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Pardon me for asking such a simple question here as I'm new to Spring MVC 3.0. I have been reading the documentation from spring source website a few times. Here's a code snippet that I'll refer to for my question below:-

@RequestMapping("/pets/{petId}")
public void findPet(@PathVariable String petId, Model model) {    
// implementation omitted
}

If I intend to use the URI template based on this example, is it always preferable to set up the @PathVariable type to be String even though I'm expecting it to be other type, such as, an int? The documentation says the @PathVariable annotation can be of any simple type, but if Spring is unable to convert the invalid petId into an int (for example, user enters some characters instead of numbers), it will throw a TypeMismatchException.

So, when does the validator comes into play? Do I leave all the @PathVariable types to be String and have the validator to perform the validation on the String values, and if there's no validation error, then explicitly convert the String to the desired type?

Thank you.

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2 Answers 2

up vote 3 down vote accepted
  1. Let the @PathVariable be the type you expect, not necessarily String
  2. Have a well customized error page. If the user decides to write something in the URL, he should be aware of the "consequences".
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This approach works if the user constructs the URL themselves. However, I'm not sure how this will work if the value for petId comes from an open text field submitted from a form. –  limc Aug 11 '10 at 18:08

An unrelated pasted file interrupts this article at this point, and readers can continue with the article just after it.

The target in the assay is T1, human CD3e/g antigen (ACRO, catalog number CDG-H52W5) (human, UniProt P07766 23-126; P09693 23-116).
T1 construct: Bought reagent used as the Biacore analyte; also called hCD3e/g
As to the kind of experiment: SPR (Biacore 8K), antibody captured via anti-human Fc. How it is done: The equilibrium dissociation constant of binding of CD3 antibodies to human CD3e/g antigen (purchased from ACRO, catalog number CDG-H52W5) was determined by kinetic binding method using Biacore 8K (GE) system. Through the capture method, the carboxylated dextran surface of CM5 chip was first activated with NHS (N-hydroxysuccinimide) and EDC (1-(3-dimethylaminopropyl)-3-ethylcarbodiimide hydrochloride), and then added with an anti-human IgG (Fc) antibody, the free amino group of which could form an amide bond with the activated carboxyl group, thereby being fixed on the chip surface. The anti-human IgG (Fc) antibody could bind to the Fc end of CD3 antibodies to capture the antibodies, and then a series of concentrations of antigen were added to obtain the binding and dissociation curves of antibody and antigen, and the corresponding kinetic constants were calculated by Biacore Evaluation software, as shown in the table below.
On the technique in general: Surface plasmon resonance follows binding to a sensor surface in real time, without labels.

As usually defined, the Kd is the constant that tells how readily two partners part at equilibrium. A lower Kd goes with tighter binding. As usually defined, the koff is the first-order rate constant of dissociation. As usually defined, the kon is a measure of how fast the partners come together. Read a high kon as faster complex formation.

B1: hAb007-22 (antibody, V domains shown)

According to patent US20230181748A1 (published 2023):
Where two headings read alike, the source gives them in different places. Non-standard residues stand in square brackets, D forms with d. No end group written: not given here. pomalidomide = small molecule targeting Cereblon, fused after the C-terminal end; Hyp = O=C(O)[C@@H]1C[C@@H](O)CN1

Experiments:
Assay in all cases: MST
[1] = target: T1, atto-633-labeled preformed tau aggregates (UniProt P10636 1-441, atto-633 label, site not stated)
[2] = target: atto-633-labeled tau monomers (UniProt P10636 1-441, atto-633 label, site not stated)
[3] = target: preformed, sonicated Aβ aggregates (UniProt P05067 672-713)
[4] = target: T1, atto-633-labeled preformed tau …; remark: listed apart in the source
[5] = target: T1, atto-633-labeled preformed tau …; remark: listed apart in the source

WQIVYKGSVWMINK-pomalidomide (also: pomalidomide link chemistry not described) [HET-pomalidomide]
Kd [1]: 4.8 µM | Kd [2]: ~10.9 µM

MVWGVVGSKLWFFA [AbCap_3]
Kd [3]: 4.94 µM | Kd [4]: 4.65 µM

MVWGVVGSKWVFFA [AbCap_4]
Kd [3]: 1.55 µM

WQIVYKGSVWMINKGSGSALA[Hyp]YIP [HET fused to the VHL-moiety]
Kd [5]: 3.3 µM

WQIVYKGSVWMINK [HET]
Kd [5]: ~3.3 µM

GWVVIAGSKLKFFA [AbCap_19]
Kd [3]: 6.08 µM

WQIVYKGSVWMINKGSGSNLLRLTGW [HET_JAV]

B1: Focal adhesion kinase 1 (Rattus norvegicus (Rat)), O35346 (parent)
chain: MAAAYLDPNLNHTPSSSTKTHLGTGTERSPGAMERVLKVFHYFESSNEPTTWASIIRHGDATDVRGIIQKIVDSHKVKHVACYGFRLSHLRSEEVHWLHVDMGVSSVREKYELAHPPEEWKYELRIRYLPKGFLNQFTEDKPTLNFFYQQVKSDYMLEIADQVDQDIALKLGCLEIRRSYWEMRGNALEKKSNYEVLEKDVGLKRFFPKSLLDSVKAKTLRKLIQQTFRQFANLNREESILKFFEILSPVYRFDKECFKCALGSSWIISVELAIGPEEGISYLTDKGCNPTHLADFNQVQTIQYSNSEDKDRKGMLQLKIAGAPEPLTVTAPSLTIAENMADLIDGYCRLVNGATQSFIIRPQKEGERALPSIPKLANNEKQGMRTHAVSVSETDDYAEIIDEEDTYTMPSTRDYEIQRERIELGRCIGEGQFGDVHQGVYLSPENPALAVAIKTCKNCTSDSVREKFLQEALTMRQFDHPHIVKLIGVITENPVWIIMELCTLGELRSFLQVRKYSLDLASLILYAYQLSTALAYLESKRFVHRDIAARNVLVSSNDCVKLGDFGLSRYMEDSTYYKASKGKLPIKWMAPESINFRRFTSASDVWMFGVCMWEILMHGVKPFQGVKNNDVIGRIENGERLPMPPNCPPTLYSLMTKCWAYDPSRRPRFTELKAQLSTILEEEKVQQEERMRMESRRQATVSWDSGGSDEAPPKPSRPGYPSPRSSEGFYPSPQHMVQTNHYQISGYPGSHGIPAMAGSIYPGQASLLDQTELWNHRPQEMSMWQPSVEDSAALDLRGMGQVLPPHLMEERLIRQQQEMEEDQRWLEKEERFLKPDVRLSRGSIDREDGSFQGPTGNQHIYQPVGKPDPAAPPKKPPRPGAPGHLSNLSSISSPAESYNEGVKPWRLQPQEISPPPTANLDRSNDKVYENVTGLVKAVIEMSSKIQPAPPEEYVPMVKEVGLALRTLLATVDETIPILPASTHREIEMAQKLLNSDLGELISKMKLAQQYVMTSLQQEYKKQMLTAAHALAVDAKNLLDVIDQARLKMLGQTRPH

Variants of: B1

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then that is not a @PathVariable, but a @RequestParam. And the validation should be done client-side, in addition to server-side –  Bozho Aug 11 '10 at 18:49
    
Thanks for your insightful explanation, I guess I got confused between @pathvariable and @requestparam. –  limc Aug 12 '10 at 14:21
    
I gives you UP vote (+1) just because you have said: He should be aware of the "consequences". –  Arthur Ronald Aug 12 '10 at 14:50
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You said

but if Spring is unable to convert the invalid petId into an int, it will throw a TypeMismatchException.

Ok. But you can handle raised exceptions in the controller via the @ExceptionHandler annotation if you want

@ExceptionHandler(TypeMismatchException.class)
public String handleIOException(TypeMismatchException e, HttpServletRequest request) {
    // handle your Exception right here
}

@ExceptionHandler handler method signature is flexibe, See here

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and my upvote to you goes about the @ExceptionHandler, which I didn't know of ;) –  Bozho Aug 12 '10 at 14:50
    
Having it as String and catching the exception has more control over catching all TypeMismatchException.class what if I want different error messages if I call different methods? –  Eran Medan May 6 '11 at 4:29
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